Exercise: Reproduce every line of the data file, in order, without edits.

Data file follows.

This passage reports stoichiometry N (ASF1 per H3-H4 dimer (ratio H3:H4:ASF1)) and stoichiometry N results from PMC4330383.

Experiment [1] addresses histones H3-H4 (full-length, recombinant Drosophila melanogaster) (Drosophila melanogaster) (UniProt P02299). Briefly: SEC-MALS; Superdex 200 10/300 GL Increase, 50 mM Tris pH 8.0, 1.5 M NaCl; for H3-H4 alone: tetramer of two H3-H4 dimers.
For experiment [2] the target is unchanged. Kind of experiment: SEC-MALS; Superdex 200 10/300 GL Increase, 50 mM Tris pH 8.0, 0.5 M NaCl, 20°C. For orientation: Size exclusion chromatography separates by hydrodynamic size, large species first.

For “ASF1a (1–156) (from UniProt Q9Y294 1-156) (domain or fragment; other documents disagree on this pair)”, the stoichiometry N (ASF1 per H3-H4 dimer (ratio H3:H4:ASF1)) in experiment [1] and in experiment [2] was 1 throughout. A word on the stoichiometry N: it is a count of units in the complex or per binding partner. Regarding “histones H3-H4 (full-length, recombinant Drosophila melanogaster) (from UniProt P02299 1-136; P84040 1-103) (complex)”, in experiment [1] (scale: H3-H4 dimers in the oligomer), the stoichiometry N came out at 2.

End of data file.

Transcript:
This passage reports stoichiometry N (ASF1 per H3-H4 dimer (ratio H3:H4:ASF1)) and stoichiometry N results from PMC4330383.

Experiment [1] addresses histones H3-H4 (full-length, recombinant Drosophila melanogaster) (Drosophila melanogaster) (UniProt P02299). Briefly: SEC-MALS; Superdex 200 10/300 GL Increase, 50 mM Tris pH 8.0, 1.5 M NaCl; for H3-H4 alone: tetramer of two H3-H4 dimers.
For experiment [2] the target is unchanged. Kind of experiment: SEC-MALS; Superdex 200 10/300 GL Increase, 50 mM Tris pH 8.0, 0.5 M NaCl, 20°C. For orientation: Size exclusion chromatography separates by hydrodynamic size, large species first.

For “ASF1a (1–156) (from UniProt Q9Y294 1-156) (domain or fragment; other documents disagree on this pair)”, the stoichiometry N (ASF1 per H3-H4 dimer (ratio H3:H4:ASF1)) in experiment [1] and in experiment [2] was 1 throughout. A word on the stoichiometry N: it is a count of units in the complex or per binding partner. Regarding “histones H3-H4 (full-length, recombinant Drosophila melanogaster) (from UniProt P02299 1-136; P84040 1-103) (complex)”, in experiment [1] (scale: H3-H4 dimers in the oligomer), the stoichiometry N came out at 2.